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About CAJinBE

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    Hive Mind Level 6 Worker: Scout Bee

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  1. 50 dollars an hour but I allow free Skype sessions for questions during the same week within reason. I have found that I prep a lot before sessions and spend a lot of time doing reports, grading tests, making up extra practice, etc. that I don't charge for directly. I know they are getting a good value. I suppose someone who just shows up and goes over student questions without prep and doesn't do anything outside of the contact hours could charge less.
  2. We used the BOEBot Robot for Arduino kit from Adafruit very successfully in our co-op.
  3. In cold and flu season I bring a saline nose spray to keep nasal passages moist. Bring enough sanitizing wipes to wipe the tray table, TV screen, and arm rests down good.
  4. I loved Art Reed's lectures. But my dd liked DIVE, so we did DIVE.
  5. We've used DIVE streaming videos through Calculus. We like them. You should go straight to Algebra 1 after 8/7 if your student does well. There is a ton of review at the beginning of Algebra 1.
  6. I found that having an Instant Pot really helped make meatless meals from scratch easier. Tons of bean and vegetable curry type dishes which you can find recipes for online. I bought some cookbooks but find just searching online much easier. Just google Instant Pot vegetarian and you'll be all set.
  7. There is a really bad cold virus this year. Dh and I both got it. He was out of work for a week and he never takes off when he's sick. The coughing was terrible, headache, fatigue. I went to the doctor on day 10 and he confirmed it is just a cold but it is nearly bronchitis. He said that I'm still contagious as long as there is mucus being coughed up so I should not do my usual volunteer activities with kids for probably another week. I'm glad I don't have a job to go to because I think I would probably have to do that and still be infectious. It really makes you think about sick leave policies and how long we should stay home when having symptoms. This is also the first year we don't have any kids at home so we could just focus on being sick together. I've just started rewatching season one of The Crown so I will remember what's going on before starting the new season.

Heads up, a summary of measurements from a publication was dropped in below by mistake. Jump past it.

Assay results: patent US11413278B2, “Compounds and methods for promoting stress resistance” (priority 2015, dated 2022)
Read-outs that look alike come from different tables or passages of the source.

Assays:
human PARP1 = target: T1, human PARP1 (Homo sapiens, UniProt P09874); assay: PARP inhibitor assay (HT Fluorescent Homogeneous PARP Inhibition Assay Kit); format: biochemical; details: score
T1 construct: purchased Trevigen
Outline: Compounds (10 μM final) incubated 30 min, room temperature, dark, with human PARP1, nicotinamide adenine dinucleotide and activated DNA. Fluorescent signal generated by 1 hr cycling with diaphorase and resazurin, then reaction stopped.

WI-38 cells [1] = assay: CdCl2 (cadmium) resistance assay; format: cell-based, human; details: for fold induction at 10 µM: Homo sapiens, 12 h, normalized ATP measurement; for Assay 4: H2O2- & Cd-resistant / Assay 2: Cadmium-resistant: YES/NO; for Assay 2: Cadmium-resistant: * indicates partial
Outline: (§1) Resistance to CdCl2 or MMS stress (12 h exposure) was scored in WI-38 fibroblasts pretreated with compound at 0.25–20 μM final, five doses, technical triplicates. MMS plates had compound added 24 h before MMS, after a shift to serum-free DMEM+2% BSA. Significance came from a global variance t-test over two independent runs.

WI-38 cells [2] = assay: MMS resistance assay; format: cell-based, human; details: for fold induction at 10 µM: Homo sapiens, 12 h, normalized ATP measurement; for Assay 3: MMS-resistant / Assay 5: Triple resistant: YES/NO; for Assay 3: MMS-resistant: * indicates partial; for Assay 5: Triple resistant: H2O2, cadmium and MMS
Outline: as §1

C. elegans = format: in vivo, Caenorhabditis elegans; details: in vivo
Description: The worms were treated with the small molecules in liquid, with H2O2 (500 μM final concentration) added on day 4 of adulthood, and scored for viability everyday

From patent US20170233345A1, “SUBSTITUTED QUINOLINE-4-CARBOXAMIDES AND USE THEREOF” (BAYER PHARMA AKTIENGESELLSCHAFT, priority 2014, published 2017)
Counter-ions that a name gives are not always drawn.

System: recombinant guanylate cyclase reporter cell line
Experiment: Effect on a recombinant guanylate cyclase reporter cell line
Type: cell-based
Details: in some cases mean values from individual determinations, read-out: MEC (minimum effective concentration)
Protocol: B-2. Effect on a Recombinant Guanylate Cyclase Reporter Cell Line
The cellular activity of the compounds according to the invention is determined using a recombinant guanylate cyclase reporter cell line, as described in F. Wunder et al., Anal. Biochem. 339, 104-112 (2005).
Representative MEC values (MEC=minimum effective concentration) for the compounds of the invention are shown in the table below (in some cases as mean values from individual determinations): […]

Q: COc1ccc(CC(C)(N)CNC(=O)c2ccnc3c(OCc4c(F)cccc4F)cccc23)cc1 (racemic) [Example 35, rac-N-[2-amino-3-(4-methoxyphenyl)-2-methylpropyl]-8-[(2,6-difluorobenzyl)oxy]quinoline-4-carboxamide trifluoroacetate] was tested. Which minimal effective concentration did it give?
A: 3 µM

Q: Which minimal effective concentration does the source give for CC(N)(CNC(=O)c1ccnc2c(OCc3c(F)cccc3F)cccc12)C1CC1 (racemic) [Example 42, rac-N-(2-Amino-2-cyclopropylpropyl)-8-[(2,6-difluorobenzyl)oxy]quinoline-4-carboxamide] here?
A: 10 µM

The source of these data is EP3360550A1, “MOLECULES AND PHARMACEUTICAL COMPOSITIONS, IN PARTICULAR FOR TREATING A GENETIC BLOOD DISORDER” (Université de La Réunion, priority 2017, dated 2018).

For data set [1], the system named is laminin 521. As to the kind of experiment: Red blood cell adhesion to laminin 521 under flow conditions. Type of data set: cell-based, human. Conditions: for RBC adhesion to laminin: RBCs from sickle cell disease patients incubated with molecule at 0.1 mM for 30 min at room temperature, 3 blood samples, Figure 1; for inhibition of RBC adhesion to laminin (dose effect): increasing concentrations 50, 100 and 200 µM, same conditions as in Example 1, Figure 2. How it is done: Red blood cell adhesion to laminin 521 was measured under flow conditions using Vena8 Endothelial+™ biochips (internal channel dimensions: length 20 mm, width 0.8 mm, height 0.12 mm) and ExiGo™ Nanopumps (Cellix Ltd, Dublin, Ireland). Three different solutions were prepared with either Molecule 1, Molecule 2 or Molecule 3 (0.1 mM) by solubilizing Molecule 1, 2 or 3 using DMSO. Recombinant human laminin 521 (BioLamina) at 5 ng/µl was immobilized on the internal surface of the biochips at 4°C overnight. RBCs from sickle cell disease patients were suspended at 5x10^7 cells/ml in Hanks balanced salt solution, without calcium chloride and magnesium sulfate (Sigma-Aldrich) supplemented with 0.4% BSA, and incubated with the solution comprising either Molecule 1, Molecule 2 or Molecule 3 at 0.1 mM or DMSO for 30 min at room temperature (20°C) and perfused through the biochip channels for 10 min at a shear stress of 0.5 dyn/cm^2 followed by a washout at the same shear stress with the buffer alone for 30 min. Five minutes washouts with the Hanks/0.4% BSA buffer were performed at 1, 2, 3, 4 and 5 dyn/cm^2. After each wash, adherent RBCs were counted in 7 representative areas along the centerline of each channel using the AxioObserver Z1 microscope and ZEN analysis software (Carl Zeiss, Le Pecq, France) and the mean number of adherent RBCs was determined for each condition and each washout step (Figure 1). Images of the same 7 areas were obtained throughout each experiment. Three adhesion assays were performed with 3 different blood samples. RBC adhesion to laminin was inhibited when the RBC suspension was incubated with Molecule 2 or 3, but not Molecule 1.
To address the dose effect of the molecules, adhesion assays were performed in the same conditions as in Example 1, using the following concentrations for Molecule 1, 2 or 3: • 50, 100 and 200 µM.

8. Clonlara's website says, "Clonlara School’s Online Program provides a comprehensive distance learning option for students who are looking for “ready-to-go” courses. We offer a wide variety of self-paced, teacher-supported online courses for students in grades 6–12, with the added support of Clonlara advisors. Students can enroll full time, for a semester, or for individual courses.
  9. Clonlara has a one semester government class that is just fine to fulfill that requirement. It is asynchronous, very doable, yet still adequate.
  10. Our Corelle set is over 30 years old. dh loves them and doesn't want anything else. They do stack well and are light weight. Some of the decoration had faded off but that's about it.
  11. I agree completely. I also think that it's okay to be on your phones with other people in a restaurant sometimes. Like when we are traveling together and are together 24/7, looking at our phones is a little bit of downtime while still together. My kids are at university and it is so easy to keep in touch now. When I was at school, my parents rarely called "long distance." It was too expensive. When my dh was deployed we only had the rare, short phone call with that awkward delay. I hated it. Also for co-op I can seamlessly use my phone, tablet, mini-projector, laptop, and good "old-fashioned" white board markers to get the message across in the best way possible. We grew up with copying off the black board and there is certainly a lot of value in that as well. Now we have choices.